Research shows that both men and women are equally likely to take hits.
Once upon a time, college girls perceived as "loose" suffered from damaged reputations among their peers, while guys who did the same gained status for their sexual exploits.
This promiscuity double-standard no longer exists in the minds of many college students, according to new research presented at the American Sociological Association.
Nearly half of college students judge men and women with similar sexual histories by the same standard and hold equally negative attitudes toward those who they believe hook up "too much," according to the study from the University of Illinois at Chicago's Department of Sociology.
"Men and women are increasingly judging each other on the same level playing field," said Rachel Allison, co-author of the study and a doctoral candidate, in a release about the results. "While we've come a long way in terms of gender equality, it seems that a large portion of both college men and women lose respect for individuals who they believe participate in too frequent casual sexual activity."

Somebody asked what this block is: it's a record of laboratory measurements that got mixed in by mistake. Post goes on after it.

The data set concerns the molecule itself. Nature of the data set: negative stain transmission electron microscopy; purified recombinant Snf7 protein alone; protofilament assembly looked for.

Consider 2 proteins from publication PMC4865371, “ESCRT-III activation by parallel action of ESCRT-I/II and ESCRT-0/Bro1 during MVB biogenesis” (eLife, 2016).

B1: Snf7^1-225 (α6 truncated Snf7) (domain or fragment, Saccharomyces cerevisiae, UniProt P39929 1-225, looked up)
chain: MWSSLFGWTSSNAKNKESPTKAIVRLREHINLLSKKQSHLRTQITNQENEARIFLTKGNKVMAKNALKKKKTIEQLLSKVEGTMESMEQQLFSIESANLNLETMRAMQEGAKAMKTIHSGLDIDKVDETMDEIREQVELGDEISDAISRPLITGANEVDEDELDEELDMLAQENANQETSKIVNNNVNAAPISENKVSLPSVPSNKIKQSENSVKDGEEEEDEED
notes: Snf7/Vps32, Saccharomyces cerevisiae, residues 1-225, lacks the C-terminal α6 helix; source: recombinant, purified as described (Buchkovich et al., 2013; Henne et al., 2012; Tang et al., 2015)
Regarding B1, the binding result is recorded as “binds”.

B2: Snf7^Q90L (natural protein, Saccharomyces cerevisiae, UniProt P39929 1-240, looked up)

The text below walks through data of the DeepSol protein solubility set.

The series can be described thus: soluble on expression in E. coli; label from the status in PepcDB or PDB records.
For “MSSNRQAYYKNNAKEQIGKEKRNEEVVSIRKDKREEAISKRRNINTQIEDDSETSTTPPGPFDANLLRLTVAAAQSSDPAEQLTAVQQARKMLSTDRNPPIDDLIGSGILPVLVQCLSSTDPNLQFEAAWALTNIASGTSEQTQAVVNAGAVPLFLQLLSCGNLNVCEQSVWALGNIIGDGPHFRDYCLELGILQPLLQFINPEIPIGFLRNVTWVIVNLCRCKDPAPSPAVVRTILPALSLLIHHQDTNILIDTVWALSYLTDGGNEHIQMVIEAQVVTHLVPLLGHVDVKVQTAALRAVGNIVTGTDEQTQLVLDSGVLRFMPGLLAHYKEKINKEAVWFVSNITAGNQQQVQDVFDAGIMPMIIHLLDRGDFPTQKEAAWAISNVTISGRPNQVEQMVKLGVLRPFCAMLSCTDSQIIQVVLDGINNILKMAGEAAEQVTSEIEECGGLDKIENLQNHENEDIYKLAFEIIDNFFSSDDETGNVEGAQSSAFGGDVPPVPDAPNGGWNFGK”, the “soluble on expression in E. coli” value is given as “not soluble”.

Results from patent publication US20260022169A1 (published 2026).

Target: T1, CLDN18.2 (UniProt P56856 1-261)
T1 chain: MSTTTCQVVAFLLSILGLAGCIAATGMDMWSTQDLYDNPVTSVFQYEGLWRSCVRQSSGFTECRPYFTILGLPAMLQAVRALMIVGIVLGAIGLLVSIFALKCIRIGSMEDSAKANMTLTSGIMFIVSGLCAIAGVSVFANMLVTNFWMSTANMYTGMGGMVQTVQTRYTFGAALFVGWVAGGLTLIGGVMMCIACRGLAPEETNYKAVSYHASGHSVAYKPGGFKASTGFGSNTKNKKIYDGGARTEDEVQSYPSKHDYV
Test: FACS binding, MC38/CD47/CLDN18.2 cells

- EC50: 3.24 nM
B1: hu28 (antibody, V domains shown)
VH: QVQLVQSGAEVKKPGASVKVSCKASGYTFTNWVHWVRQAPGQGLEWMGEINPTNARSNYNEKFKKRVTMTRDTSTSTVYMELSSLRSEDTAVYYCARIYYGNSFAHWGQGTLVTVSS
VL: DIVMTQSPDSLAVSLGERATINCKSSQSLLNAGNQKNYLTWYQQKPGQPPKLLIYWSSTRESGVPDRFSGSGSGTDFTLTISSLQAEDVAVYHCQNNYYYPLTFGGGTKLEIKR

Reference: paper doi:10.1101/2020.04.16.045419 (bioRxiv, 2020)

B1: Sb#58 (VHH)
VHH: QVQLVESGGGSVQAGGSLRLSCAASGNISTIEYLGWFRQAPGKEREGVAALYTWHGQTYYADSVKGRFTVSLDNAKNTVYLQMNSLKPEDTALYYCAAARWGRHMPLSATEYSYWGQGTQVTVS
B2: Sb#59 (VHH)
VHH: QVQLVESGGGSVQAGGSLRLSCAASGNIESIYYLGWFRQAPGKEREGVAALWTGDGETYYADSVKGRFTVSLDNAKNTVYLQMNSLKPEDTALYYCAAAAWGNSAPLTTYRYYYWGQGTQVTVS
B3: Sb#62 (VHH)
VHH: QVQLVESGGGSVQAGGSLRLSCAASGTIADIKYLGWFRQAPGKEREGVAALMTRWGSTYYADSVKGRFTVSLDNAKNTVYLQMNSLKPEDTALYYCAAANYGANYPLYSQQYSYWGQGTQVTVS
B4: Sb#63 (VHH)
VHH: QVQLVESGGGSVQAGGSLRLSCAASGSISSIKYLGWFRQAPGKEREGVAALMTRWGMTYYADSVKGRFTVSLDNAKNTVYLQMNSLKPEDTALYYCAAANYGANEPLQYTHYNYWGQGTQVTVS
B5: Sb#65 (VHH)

Interestingly, women were more likely to judge each gender equally negatively for perceived promiscuity, with approximately 54 percent of the study's females and more than 35 percent of males falling in this egalitarian category.
Women were also less likely than men to hold a traditional double standard. Only 6 percent of women reported having those beliefs, compared with nearly 25 percent of men.
Male athletes and Greek-affiliated men were much more likely than men who weren't to hold on to the traditional double standard.
The researchers also discovered a "reverse" double-standard, in which 13 percent of students judged men negatively for frequent hook-ups but not women.
Those most likely to hold a reverse double standard? Sorority sisters living in Greek housing.